October 1914: “Boyd Rymer died at Cleveland and was buried there a few weeks ago. And this week I saw a wagon and a boy in it that they said was going up to the Rogers or Zion graveyard to dig up the remains of Eli Rymer, Boyd’s father, to take him to Cleveland to bury him next to Boyd and his mother. I believe I would have let his bones rest where they were. It was Eli Rymer’s request that he be buried at Zion. Jug John Rymer died at his son’s Harve Rymer at Sagetown a few weeks ago.
“Benton has several automobiles, ten or fifteen, I don’t know just how many. Wallace Clemmer, Hurschel Taylor, Walter Harrison, R. J. Bell, Herbert Center, Dr. Nuchols, Dr. Spence McClary, and Meigs Copeland all have autos. Uncle Dan Lillard, Wid Clemmer nor Isham Cross have got one of these ‘stink wagons’ yet.”
“George Bishop went to the hardware store and gave $410 for a gun, he swapped the gun for a calf. Swapped the calf for a pig, the pig for a watch, the watch for a game rooster. He fought the rooster against Oscar Bishop’s rooster, and bet one rooster against the other. Oscar’s rooster killed George’s rooster and Oscar eat him. Then it quit raining and George went to work again, very well satisfied that he had done lots of business.” (Pretty much a tongue-in-cheek entry, I’d say, wouldn’t you?)
June 1912: “They had an ice cream supper at the courthouse last night and all the young people were there from far and near. I hear that it will come up again in court tomorrow that somebody is trying to move the county seat to Wetmore again, but I don’t believe there is anything to it.”
I sometimes get asked when the streets of Benton were paved, and this May 1913 entry says, “Our Pike Road to the Bradley line will soon be finished, and the public square in Benton is piked with crushed rock about a foot deep. No more mud for Benton, or that part of it. I saw Andrew Cloud the other day and he is bitterly opposed to the pikes, as he has a pike road by his farm from Parksville to Cleveland, and he don’t want no more. He said the farmers would have to take to the bushes as the autos would need all the pikes. He said it was nearly that way at his house now. He said last Sunday that more than a hundred autos must have passed by his house going or coming to Cleveland and Parksville.”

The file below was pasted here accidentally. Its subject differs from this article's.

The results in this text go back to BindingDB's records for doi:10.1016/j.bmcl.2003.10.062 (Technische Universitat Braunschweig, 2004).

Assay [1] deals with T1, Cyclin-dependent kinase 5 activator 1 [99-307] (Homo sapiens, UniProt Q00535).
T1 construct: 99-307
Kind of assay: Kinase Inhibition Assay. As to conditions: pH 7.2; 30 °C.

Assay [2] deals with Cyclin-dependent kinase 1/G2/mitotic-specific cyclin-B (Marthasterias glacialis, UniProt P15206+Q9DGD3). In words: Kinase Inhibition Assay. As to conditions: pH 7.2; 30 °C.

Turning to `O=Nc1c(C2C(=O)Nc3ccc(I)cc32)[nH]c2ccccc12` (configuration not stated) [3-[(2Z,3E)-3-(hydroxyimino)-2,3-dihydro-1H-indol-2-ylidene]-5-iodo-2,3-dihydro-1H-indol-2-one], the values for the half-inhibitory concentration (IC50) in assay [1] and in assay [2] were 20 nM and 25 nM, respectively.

But progress cannot be stopped, and Billy has a vision of Benton becoming a great city. In the entry on January 1917 he says, “Newt, after you and I have been dead and forgotten, a few hundred years from now there will be a great city here. It will extend from Parksville on the Ocoee to Austral at the Hiwassee Gap, and will cover the land from the mountains to the rivers, and all the factories and railroads will be run by electricity. It will be furnished by the numerous power dams on the Hiwassee and Ocoee Rivers, and their homes will be lighted and heated from the same source, and the rich folks will live on the mountain. I can see them now, great buildings rising tier upon tier on the mountain side to the top where will be a great government turnpike road and east of this the great Appalachian Park for 300 miles to Asheville. I can almost see this great and populous city - but not quite. I will only be here long enough to see a thriving country village, which is the seat for that great city that is to come.”
Why not record your vision of the future for your descendants to ponder over a few hundred years ‘down the pike?’
Pictured are Brad and Ethelene Carden Kimbrough.